Figure 1. Spatial and temporal pattern of Nkx2-1 protein expression in developing mouse lung.
Immunohistochemistry analyses of Nkx2-1 protein expression using the Nkx2-1 antibody (ab76013) in (A) E11.5 lung (bar = 100 µm)) and in (B) E19.5 lung (bar = 100 µm). Nkx2-1 is expressed in all lung epithelial cells at E11.5, but is restricted to bronchiolar and type II alveolar cells at E19.5. Confocal immunofluorescence co-localization analysis of Nkx2-1 (green) and Ki67 (red) proteins in (C) E11.5 (bar = 20 µm) and (D) E19.5 embryonic lung (bar = 20 µm) using the Nkx2-1 antibody (ab76013) and in (E) E11.5 (bar = 20 µm) and (F) E19.5 embryonic lung (bar = 20 µm) using the Nkx2-1 antibody (07-601). Nkx2-1 and Ki67 co-localized in most epithelial nuclei at E11.5 (C,E inserts) but are detected in different cells at E19.5 (D,F inserts). (G) Western blot analysis of Nkx2-1 protein expression using Nkx2-1 rabbit polyclonal antibody (07-601) in developing mouse lung at the indicated time points, and adult lung, thyroid and liver. MLE15 mouse epithelial cells and H441 human lung carcinoma cells were also analyzed. Actin was used as control. Two main bands between 40 and 50 kD are detected with a differential developmental pattern of expression (n = 3) (black arrows). Other minor bands of unknown identity are also detected (*) Lb (lung buds), V (blood vessels), Br (bronchioles), E (epithelium), M (mesenchyme), A (alveolus), green arrow.doi:10.1371/journal.pone.0029907.g001
We also characterized, by western blots, Nkx2-1 protein expression patterns at different mouse lung developmental stages, thyroid, liver, and mouse MLE15 and human H441 cell lines. Using the rabbit polyclonal Nkx2-1 antibody (Millipore-Upstate), the same antibody used in ChIP assays, we detected two major bands between 40 and 50 kD in E13.5, E19.5, and adult lung, and in the MLE15 lung epithelial cell line. The higher molecular weight or lower mobility band was the major band detected at E11.5. Its abundance was increased from E13.5 to E19.5 consistent with previous reports ,  (Figure 1G). Only one band corresponding to the lower mobility protein was detected in mouse thyroid and in the H441 human lung carcinoma cell line although their mobility is not identical. Two mouse Nkx2-1 transcripts (2.1 kb and 2.3 kb) differentially expressed during lung development  are translated in vitro into two proteins that share a common DNA binding domain but differ in their N-terminal domain. The function and regulation of these isoforms in lung development are unknown, although they differentially activate the surfactant protein C (Sftpc) promoter , . Also Nkx2-1 posttranslational modifications such as phosphorylation, acetylation and redox state can modify Nkx2-1 proteins altering their molecular weight, mobility in electrophoresis assays and transcriptional activity , ; the lack of specific antibodies for each isoform or posttranslational modification precludes evaluating them in the present studies.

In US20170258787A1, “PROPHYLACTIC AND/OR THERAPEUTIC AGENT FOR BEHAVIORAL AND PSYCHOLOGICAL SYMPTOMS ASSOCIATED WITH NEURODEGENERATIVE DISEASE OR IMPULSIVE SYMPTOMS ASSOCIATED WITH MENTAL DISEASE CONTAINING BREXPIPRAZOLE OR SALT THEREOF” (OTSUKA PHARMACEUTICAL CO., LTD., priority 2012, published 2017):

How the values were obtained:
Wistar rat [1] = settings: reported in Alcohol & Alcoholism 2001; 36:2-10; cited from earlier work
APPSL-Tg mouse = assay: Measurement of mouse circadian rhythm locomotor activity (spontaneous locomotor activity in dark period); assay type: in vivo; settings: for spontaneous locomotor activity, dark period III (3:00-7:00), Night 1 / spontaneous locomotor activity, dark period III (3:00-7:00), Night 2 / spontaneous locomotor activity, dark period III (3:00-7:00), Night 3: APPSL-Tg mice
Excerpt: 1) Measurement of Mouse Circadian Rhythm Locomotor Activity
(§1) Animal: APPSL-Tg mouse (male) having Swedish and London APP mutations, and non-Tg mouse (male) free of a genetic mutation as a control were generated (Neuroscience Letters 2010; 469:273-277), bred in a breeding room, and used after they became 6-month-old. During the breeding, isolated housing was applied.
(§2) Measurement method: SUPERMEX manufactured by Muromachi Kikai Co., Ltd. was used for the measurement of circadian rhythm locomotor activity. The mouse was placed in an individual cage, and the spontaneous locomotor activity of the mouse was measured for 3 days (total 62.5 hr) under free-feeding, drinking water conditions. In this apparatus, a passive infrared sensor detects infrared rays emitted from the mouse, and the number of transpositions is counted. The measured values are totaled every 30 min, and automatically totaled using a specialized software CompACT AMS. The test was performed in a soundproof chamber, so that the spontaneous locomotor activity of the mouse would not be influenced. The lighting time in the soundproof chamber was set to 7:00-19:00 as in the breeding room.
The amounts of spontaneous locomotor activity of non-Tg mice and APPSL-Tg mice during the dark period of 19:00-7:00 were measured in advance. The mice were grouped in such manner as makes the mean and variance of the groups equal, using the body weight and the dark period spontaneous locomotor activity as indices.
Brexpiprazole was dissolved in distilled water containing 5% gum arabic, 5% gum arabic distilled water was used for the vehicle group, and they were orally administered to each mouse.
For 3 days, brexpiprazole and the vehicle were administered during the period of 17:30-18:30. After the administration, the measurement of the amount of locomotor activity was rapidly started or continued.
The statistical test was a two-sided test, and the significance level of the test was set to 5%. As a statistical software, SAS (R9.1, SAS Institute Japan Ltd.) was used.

Genome-wide analysis of Nkx2-1 target genes in lung development
Due to the differential pattern of Nkx2-1 protein expression, and proliferation state of expressing cells in E11.5 and E19.5 lung, we chose these developmental time points to identify genome-wide Nkx2-1 binding to target genes in vivo. Chromatin immunoprecipitation (ChIP) assays, ligation mediated-PCR (LM-PCR) amplification, and hybridization to promoter tiling arrays were performed to map Nkx2-1 genomic occupancy , , . Nkx2-1 binding patterns on all mouse chromosomes (Supplementary Figure S1) at E11.5 and E19.5 showed comparable binding levels, despite the different cell context compared. The complete data set is available at GEO (GSE23043).